Monday, October 26, 2009

Thoughts on Hybridity~


“My form is always an odd amalgam taken from painting, sculpture, theory, film, music, poetry, dance, mathematics, even fiction sometimes.” ~Carole Maso


There’s all this talk about getting rid of the “I” in our work. About staying away from personal material and first person narration. I suppose the idea is that somehow we ourselves aren’t interesting enough to write about and that to do so is self indulgent and boring.

Well, sometimes, yes. But also sometimes, no. Like Maso. She is unequivocally my favorite writer. And what’s more, my favorite works of hers are the essays she writes on her own experience. I have found a home inside her writing and through the telling of her stories, I’ve connected with my own.


“If its expression concentrated itself in the individual, completely saturating him with substance and experience garnered from its own loneliness, hen precisely this speech becomes the voice of men between whom the barriers have fallen.” ~Theodor Adorno


“The desire of the novel to be a poem, the desire of the girl to be a horse. The desire of a poem to be an essay. The essay’s desire, its reach towards fiction. And the obvious erotics of this.” ~Carole Maso


As I put this piece together, I realized most of the quotes and ideas I was turning to had to do with writing. This is a project on hybridity Allie, I kept reminding myself. And then, one light bulb moment later, I realized that to me, writing (the act as well as the product) is a hybrid. It is an amalgamation of thought, dream, language and the individual…not to mention the innumerable influences gathered simply by living. So really, what this project has become are a sampling of the things that have influenced me and then things that first jumped to mind when I asked myself what HYBRID means to me. And I share them not because I think they’re soooo important, and not only because I’m assigned to present and this is what I came up with, but because I relish other writers thoughts on themselves, their lives, and how their practice takes form and grows. I seek out and enjoy essays centered around an interesting “I” and feel perplexed when we sit around and pooh pooh writers who focus on themselves like they are self indulgent and limited for doing so.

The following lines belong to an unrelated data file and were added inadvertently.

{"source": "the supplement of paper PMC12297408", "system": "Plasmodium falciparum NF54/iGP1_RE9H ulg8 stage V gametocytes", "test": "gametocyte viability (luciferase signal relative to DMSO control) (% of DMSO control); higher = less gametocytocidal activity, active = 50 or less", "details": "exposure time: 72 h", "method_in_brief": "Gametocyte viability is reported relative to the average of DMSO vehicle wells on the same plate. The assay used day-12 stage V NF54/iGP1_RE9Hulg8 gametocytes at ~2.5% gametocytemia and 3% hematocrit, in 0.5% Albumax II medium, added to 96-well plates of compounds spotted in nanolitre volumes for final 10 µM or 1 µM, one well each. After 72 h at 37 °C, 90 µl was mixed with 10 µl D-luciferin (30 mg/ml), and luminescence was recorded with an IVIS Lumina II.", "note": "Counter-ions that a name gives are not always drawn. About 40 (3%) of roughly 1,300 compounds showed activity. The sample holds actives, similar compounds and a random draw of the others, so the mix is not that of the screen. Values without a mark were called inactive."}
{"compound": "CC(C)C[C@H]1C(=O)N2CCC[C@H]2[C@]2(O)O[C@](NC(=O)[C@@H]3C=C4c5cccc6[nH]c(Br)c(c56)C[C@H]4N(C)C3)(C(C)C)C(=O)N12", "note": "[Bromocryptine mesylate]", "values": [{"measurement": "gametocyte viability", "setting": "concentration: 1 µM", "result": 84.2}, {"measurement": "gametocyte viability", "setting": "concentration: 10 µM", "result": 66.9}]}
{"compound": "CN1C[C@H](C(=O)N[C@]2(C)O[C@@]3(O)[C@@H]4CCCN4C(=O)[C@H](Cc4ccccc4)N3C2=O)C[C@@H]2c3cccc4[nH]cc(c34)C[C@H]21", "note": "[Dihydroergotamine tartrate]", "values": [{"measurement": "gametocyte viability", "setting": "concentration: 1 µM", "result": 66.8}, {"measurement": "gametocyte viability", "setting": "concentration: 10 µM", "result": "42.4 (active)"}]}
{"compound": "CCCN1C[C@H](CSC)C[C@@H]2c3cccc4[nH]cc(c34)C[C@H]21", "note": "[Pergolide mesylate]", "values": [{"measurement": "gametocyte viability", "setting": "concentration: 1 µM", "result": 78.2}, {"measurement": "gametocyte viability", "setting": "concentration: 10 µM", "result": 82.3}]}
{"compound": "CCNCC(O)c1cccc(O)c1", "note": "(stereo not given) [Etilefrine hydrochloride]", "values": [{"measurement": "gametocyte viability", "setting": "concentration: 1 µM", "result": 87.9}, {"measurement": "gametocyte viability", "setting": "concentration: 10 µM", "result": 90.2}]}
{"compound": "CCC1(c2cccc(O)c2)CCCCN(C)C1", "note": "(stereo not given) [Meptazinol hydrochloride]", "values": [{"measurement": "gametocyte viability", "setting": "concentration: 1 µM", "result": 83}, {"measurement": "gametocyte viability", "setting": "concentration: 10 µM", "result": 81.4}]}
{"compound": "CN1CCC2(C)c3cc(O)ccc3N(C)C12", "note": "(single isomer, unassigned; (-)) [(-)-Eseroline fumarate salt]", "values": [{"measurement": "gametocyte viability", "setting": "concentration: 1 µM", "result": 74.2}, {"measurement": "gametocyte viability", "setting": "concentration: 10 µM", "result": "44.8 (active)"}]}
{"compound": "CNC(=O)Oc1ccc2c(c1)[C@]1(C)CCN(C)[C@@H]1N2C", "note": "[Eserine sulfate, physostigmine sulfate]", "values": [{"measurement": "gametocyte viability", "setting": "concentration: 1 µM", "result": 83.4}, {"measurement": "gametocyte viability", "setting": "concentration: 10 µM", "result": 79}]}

Because it’s actually pretty hard to connectively write about one’s own experience. Or to connect to oneself in the first place. The “I” focused writing that flops is the stuff that’s penned without proper introspection, investigation, self exploration. Because just like a critical paper, just like a report, writing about the self takes research, if only the living of life and the feeling of feelings.


“We write to find what we believe or want to believe or think we believe” ~George Oppen


“You write it all, discovering it at the end of the line of words. The line of words is a fiber optic, flexible as wire; it illumines the path just before its fragile tip. You probe with it, delicate as a worm.” ~Annie Dillard


Annie Dillard. I read her for the first time in high school. Her An American Childhood is, in a way a memoir, but also, a collection of essays investigating the nature of memory. Of child’s time. Of the intersections of philosophy and feeling.

She writes with tactile care the details of growing up and I, reading her at the port of embarkation from my own childhood, internalized her words. They became part of my body and my work so that now, years later when I pick up her books, I find her memories have interwoven with mine.

What I’m trying to say is that good writing about oneself can pull readers closer to themselves and merge the gap between author and audience….create, in a way, a hybrid.


“Why are we reading if not in hope that the writer will magnify and dramatize our days, will illuminate and inspire us with wisdom, courage, and the possibility of meaningfulness, and will press upon our minds the deepest mysteries, so that we may feel again their majesty and power? What do we ever know that is higher than that power which, from time to time, seizes our lives, and reveals us startlingly to ourselves as creatures set down here bewildered?” ~Annie Dillard


“Cinema is not a series of abstract ideas but a phrasing of moments.”~Jean Luc Godard


Jamila said...

BRAVO, and thank thank thank you.
I've always struggled with the condemnation of "biographical analysis," insofar as you suggest... that the work is the output of a mind, that mind a hybrid of those thoughts and that personal experience. Tiptoeing around biography, the PERSON at the root of thought is no way to appreciate their ideas. Rather, I think, the immersion in that person, as best as we can understand, can only enrich the meaning and value of those thoughts, and subsequently lead us to the so-called universals our professors want us to reach.

Any writer would acknowledge this. Why critics and analyzers of writing don't - I don't know, I've always suspected jealousy. :)

Jennifer Styperk said...

Thank you for these! I love Carole Maso and being reminded of her thinking on writing is very helpful. Have you read BREAK EVERY RULE? (Perhaps that is where you are getting her quotes.) While I haven't read it in awhile, AN AMERICAN WOMAN IN A CHINESE HAT really spoke to me--style, content, character, the sense of being foreign and outside of language.